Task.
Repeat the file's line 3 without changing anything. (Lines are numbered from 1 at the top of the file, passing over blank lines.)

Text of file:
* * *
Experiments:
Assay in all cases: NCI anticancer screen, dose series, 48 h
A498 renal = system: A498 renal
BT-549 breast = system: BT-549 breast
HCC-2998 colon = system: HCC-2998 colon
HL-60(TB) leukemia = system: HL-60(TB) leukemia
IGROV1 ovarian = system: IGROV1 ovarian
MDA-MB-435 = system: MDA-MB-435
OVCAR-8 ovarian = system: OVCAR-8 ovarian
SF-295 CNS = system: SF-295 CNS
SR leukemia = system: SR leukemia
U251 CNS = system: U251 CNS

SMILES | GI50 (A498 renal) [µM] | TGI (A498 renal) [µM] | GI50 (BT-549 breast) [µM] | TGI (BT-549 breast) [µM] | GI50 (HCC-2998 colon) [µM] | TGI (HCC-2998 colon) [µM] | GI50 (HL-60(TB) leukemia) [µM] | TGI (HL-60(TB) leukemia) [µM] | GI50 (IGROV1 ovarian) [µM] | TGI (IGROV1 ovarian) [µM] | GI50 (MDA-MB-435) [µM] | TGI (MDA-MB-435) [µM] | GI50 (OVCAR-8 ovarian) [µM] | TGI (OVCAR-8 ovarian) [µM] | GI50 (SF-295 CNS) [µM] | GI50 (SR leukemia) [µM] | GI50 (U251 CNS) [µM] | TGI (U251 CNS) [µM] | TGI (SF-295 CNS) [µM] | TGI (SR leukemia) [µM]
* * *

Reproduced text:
A498 renal = system: A498 renal